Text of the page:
Application Procedure

On this page, you will find information on the process and meeting schedule for planning applications submitted to the City of Maplewood. Also, find applications, including requirements, for all:

  • Conditional use permits
  • Planning issues
  • Platting
  • Rezoning
  • Street vacations
  • Variances


Application Submittal

The city will not accept incomplete applications. Refer to the specific submittal requirements on your application form.

Submittal Deadline

There is no deadline, the Community Development Department reviews all applications on a first come, first served basis.

Decision Deadlines

Minnesota Statutes, section 15.99 requires cities to make decisions on land use applications within 60 days of receipt of a completed application.

According to the statute, cities are allowed 15 business days after submittal of your application to determine if your land use application is complete.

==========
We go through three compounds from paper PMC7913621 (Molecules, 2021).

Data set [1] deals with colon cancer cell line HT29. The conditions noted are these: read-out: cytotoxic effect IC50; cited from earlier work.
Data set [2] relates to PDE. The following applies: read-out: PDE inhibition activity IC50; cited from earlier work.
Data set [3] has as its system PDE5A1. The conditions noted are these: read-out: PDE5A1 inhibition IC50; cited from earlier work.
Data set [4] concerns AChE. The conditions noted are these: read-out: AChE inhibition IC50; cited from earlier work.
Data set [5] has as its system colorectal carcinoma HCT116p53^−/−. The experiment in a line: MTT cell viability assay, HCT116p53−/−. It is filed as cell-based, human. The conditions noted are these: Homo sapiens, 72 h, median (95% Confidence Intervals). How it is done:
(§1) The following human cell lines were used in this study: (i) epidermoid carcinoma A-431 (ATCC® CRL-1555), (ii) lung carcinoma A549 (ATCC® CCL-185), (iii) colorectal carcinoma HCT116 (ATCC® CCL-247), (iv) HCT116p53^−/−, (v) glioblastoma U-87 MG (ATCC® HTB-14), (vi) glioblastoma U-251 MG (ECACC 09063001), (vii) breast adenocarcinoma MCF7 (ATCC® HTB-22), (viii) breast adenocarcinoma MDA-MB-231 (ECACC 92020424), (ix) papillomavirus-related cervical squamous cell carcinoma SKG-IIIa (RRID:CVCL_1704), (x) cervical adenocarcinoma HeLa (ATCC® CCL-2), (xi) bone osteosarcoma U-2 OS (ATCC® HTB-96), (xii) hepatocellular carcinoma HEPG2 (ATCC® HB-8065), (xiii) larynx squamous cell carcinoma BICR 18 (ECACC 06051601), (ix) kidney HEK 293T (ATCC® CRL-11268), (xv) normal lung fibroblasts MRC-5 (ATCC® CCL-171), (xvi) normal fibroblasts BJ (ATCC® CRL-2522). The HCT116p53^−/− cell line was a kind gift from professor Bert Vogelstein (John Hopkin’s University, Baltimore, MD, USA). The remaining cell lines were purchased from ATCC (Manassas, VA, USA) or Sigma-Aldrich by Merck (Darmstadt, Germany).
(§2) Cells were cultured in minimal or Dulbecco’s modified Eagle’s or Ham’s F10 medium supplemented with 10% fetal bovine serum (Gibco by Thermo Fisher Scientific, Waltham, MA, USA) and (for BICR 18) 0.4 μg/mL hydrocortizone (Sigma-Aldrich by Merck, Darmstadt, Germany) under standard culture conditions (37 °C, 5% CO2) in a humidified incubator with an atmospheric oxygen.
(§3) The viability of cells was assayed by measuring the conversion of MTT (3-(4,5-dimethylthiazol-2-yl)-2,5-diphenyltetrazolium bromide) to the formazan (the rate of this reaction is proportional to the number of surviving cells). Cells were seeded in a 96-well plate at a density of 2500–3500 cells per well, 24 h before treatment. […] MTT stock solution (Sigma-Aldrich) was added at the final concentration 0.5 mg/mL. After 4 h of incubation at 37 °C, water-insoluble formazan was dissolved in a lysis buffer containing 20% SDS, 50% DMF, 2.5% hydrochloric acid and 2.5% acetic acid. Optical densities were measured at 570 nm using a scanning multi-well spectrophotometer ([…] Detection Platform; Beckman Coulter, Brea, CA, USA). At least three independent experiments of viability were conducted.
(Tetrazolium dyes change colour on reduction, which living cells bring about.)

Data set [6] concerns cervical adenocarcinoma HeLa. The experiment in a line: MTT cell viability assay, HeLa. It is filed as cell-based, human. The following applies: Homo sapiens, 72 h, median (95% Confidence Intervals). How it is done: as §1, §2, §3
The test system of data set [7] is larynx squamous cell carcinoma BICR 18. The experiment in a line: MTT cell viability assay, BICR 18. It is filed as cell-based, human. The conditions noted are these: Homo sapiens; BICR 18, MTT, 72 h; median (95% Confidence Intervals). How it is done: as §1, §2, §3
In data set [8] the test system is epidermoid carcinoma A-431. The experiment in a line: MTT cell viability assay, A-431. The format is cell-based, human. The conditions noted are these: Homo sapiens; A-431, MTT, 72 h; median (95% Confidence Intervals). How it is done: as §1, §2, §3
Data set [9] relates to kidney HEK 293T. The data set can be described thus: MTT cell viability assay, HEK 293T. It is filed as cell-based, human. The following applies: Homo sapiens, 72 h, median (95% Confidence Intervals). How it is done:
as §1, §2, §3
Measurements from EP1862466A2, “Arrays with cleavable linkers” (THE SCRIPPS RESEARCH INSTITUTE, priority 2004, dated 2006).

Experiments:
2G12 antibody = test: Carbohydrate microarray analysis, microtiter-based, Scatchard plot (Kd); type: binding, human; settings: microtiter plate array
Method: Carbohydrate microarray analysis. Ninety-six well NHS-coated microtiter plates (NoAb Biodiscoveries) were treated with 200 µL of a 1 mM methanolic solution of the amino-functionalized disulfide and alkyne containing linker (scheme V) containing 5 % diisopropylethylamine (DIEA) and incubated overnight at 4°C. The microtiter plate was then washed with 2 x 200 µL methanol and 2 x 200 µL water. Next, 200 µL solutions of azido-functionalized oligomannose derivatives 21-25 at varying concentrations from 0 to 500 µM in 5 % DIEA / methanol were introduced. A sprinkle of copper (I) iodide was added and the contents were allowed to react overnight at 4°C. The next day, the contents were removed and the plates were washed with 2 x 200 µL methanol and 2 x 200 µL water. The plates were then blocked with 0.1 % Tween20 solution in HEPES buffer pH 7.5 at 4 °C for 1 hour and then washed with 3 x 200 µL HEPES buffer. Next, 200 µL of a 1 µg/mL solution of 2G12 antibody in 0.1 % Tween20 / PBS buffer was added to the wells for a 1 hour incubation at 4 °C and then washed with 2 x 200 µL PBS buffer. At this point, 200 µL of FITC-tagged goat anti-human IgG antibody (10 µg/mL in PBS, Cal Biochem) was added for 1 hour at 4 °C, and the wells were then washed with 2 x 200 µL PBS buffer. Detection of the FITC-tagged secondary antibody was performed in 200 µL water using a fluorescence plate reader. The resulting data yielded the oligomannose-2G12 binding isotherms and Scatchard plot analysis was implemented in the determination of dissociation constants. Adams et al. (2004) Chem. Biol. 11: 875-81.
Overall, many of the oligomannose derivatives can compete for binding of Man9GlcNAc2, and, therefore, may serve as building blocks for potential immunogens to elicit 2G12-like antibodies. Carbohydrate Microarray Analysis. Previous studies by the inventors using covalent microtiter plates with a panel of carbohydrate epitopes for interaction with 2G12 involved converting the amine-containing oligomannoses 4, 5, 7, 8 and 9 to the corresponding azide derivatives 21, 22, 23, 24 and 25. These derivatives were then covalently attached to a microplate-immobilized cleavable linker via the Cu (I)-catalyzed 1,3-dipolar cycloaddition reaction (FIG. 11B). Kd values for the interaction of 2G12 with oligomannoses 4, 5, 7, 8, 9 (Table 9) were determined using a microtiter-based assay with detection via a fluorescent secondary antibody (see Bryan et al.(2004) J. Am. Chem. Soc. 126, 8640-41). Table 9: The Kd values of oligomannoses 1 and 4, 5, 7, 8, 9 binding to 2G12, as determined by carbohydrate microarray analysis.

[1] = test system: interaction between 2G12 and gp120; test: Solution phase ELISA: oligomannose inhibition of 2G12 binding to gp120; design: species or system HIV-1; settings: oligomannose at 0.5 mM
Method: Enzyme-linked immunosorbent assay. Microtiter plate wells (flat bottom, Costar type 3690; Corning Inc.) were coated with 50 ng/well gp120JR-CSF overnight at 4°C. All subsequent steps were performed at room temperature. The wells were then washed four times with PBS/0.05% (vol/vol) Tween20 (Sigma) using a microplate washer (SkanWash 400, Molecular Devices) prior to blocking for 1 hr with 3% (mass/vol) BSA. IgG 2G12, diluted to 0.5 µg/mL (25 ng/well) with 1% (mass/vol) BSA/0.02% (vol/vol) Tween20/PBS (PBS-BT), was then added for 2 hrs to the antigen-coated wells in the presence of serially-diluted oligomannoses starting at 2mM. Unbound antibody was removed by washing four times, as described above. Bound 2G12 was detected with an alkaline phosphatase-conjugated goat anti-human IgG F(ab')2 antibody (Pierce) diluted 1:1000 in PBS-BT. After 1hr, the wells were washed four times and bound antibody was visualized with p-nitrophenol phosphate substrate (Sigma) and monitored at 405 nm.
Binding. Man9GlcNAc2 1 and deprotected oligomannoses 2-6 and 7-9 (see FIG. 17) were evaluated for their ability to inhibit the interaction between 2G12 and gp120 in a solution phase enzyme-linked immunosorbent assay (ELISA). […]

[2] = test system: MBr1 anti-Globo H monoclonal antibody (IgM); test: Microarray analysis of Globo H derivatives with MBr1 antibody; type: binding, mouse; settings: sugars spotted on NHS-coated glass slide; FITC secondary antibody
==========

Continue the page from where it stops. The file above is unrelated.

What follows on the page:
Meeting Dates

Development projects typically require review by the City’s Planning Commission, Community Design Review Board (CDRB), and City Council.

These groups meet on the following days each month in the council chambers at Maplewood City Hall:

  • Planning Commission - 3rd Tuesday at 7 pm
  • City Council - 2nd and 4th Mondays at 7 pm
  • Community Design Review Board (CDRB) - 3rd Tuesday at 6 pm

Group Roles

The Planning Commission would hold a public hearing and make a recommendation on most land use issues like:

  • Conditional use permits
  • Land use plan changes
  • Most variances
  • Rezoning
  • Etc.

The City Council would hold a hearing and make the final decision on these items.

Construction projects that do not require any special land use-related reviews only need approval from the CDRB. The CDRB reviews architectural, site, sign, and landscape plans.


We will review your request(s) as quickly as possible ensuring review within state statute guidelines, if not sooner.

Applications received before yours will be processed first. Development requests that are more involved and complex will take longer to review and schedule with the appropriate committees. Applications that require a public hearing also take longer.

Minnesota Statutes, section 15.99 allows cities to extend the 60 day review period by providing written notice of the extension and its anticipated length, which may not exceed 60 days, prior to the 60 day deadline.